Defendant’s final contention is that the State was required to file a verified complaint for the offense of speeding upon defendant’s motion and that the court improperly dismissed defendant’s request. Defendant claims that at a pretrial hearing on April 16, 1984, the trial court specifically set the motion for verified complaint to be heard on April 17. However, the report of proceedings for the April 16 hearing shows only that the court inquired as to how many motions defendant wished to be heard and that the parties appeared merely to set a date for these motions. No discussion appears in the record regarding the nature of the motions nor is there any indication whether or not the court even knew the nature or contents of the motions.

The defendant maintains that when the April 17 hearing convened, the court refused to hear his motion for a verified complaint and later ordered it to be stricken. Defendant misrepresents the happenings at that hearing. When the defendant presented his motion for a verified complaint, the court stated that it would not hear the motion at that time because it was only going to hear those motions of defendant which dealt with the felony eavesdropping charge. That the court wanted to hear only these motions does not seem unreasonable, considering the incredible number of motions related to the felony charge which defendant had filed. It is evident from the court’s comments that it considered defendant’s plethora of motions to be a delaying tactic. Thus, when defendant refused to present all his felony-related motions on April 17, the court ordered those not heard on that date to be stricken. Although this may have been an improper ruling, that ruling is not at issue here because the ruling, in our opinion, referred only to the felony-related motions. The court did not strike the motion for a verified complaint.

Although defendant appeared pro se at the April 17 hearing, as well as at all the other pretrial hearings, his self-representation was in no way a handicap to him. Defendant was extremely well versed *830and knowledgeable about both procedural and substantive matters of law. Defendant was never reluctant to object to the court’s rulings, nor was he easily put off by the comments of either the court or the State. In light of the fact that no hesitancy existed on his part to assert his rights, defendant’s failure to raise his motion for a verified complaint at a later date can be attributed solely to him and not to the court’s insistence that motions dealing with the eavesdropping charge were the only ones to be heard at the April 17 hearing.

The State argues that defendant’s motion for a verified complaint was insufficient because it did not set forth a specific request for a verified complaint but, rather, only made reference in its opening paragraph to the section of the Code of Criminal Procedure of 1963 which dealt with verified complaints. (Ill. Rev. Stat. 1983, ch. 38, par. Ill — 3(b).) The opening paragraph of the motion stated that the defendant “demands the Court to order the State to comply with Article 111 — 3(b), Chapter 38, Illinois Criminal Law and Procedure for 1983 regarding the above captioned traffic cases.” The State points out that section 111 — 3(b) also deals with certain requisites for indictments and informations, as well as requests for verified complaints, and, therefore, defendant’s request was insufficient to constitute a formal request for a verified complaint. However, defendant’s motion made reference to the “traffic cases.” Defendant was charged by a uniform traffic citation with the offense of speeding. Since only one portion of section 111 — 3(b) deals specifically with charges by traffic tickets and the fact that these tickets serve as complaints unless a defendant requests a verified complaint, it appears evident that defendant’s pro se motion was sufficient on its face to constitute a request for a verified complaint. Thus, we disagree with the State’s contention that defendant’s motion for a verified complaint was insufficient.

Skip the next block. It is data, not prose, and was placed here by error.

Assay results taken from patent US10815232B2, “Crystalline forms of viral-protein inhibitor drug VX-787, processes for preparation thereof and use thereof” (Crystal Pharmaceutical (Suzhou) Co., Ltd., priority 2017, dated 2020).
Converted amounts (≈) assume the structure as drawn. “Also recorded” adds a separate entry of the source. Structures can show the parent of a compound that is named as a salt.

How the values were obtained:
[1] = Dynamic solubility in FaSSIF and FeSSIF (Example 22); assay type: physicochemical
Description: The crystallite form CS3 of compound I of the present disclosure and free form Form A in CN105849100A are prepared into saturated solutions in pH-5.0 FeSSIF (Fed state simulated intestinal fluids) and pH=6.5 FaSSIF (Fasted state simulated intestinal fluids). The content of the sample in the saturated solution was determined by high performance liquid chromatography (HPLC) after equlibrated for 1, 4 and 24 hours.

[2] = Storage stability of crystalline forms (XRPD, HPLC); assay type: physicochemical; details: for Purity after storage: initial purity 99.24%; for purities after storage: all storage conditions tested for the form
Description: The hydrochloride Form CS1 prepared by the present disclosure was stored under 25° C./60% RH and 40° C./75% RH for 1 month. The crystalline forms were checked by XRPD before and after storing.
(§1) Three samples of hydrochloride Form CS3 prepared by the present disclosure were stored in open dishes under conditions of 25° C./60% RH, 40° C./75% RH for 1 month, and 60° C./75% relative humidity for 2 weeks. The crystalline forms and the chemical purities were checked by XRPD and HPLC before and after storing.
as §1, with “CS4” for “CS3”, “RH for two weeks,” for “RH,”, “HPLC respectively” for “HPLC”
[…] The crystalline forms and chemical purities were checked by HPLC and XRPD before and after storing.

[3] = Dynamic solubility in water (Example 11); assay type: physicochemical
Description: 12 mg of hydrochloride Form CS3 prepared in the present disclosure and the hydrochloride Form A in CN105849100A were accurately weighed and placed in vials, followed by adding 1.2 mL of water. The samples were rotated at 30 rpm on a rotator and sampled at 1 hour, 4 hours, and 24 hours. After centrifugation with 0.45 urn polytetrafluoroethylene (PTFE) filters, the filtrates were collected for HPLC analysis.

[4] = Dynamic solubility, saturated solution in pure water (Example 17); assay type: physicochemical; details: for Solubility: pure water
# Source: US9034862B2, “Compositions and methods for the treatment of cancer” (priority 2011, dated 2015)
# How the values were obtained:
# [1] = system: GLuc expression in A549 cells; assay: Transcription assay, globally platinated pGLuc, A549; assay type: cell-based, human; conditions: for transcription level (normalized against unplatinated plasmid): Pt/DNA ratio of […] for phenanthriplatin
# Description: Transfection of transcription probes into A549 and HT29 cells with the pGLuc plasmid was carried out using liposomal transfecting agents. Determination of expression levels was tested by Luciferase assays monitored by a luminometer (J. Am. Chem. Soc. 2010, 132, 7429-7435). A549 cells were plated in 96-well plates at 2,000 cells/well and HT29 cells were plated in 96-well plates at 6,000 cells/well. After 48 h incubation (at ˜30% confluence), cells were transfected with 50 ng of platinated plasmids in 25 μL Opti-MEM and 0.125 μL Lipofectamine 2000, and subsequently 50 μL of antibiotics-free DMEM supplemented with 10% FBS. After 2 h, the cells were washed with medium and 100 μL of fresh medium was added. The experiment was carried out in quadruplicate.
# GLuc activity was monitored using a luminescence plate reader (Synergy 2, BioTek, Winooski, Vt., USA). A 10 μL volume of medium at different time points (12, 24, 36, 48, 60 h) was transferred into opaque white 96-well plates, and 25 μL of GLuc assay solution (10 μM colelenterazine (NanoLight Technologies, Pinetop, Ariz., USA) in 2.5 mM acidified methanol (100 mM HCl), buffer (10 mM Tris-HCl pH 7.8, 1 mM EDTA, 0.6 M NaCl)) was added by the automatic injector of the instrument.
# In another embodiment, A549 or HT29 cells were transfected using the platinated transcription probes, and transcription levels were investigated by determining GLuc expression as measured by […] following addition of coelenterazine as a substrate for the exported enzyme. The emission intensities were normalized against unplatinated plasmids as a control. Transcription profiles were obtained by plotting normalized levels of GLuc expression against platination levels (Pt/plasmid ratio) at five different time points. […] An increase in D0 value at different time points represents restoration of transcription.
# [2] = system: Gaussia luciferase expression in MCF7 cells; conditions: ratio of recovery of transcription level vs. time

Nevertheless, the right to be charged by a verified complaint is waived if an accused proceeds to trial without raising an objection. (People v. Harding (1966), 34 Ill. 2d 475, 482-83, 216 N.E.2d 147.) When the trial judge indicated at the April 17 hearing that he was only hearing motions relating to the felony eavesdropping charge, defendant responded, “All right.” Because defendant acquiesced to the court’s decision not to hear defendant’s request for a verified complaint at the April 17 hearing and because defendant failed to raise the motion at a later date, he cannot now claim that the court improperly dismissed his motion. The record reveals that at no time after April 17 was a hearing held or a ruling made on defendant’s motion for a verified complaint. Unless a motion is brought to the atten*831tion of the court and the court is requested to rule on it, it is not effectively made. (People v. Gambill (1980), 91 Ill. App. 3d 302, 303, 414 N.E.2d 859.) A motion is an application to the court which must be brought to the court’s attention (People v. Homaday (1948), 400 Ill. 361, 364-65, 81 N.E.2d 168), and merely filing the motion in the office of the clerk, as defendant did here, does not constitute a sufficient application. People v. Stewart (1952), 412 Ill. 106, 108, 105 N.E.2d 725, cert, denied (1953), 346 U.S. 916, 98 L. Ed. 412, 74 S. Ct. 278.

Thus, by not raising the motion for a verified complaint at some other time prior to trial, defendant waived consideration of his motion by the trial court. Without this consideration and a subsequent ruling, the State was not required to produce a verified complaint.

For the foregoing reasons, the judgment of the circuit court of McHenry County is affirmed.